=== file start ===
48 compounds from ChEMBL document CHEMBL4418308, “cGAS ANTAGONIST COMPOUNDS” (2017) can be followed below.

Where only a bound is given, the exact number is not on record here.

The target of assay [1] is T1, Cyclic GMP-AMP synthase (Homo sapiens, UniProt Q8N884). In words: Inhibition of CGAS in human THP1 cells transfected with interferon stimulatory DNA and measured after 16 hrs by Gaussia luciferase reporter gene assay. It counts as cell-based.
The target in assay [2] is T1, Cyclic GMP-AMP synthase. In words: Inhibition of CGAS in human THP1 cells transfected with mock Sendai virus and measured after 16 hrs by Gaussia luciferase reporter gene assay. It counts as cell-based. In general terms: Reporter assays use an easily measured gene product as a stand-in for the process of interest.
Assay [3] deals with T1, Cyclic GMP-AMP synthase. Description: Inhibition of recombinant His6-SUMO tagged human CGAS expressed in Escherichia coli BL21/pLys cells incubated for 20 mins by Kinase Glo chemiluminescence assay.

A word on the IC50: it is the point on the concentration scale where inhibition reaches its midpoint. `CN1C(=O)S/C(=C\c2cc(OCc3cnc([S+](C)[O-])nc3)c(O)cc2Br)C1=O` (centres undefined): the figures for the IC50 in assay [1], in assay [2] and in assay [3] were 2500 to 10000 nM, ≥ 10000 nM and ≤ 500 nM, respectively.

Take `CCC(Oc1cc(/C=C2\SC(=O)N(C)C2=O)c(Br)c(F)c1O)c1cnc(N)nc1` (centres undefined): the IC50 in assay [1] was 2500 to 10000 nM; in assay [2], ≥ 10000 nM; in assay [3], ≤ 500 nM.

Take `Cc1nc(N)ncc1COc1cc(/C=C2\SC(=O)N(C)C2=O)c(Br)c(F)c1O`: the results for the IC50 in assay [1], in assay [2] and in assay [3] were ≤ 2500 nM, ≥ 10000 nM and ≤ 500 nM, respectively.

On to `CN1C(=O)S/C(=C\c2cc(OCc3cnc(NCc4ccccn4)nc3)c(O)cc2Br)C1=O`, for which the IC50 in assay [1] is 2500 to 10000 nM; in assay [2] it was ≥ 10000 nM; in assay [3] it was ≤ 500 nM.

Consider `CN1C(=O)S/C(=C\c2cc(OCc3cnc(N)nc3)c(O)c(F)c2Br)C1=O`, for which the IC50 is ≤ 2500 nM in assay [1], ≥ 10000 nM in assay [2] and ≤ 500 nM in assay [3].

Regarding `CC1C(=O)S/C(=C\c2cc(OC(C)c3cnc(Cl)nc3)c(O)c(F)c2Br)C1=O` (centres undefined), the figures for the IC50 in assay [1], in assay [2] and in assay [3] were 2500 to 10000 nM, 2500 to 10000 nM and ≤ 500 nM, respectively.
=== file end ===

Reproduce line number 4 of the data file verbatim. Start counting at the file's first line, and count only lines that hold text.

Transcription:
The target in assay [2] is T1, Cyclic GMP-AMP synthase. In words: Inhibition of CGAS in human THP1 cells transfected with mock Sendai virus and measured after 16 hrs by Gaussia luciferase reporter gene assay. It counts as cell-based. In general terms: Reporter assays use an easily measured gene product as a stand-in for the process of interest.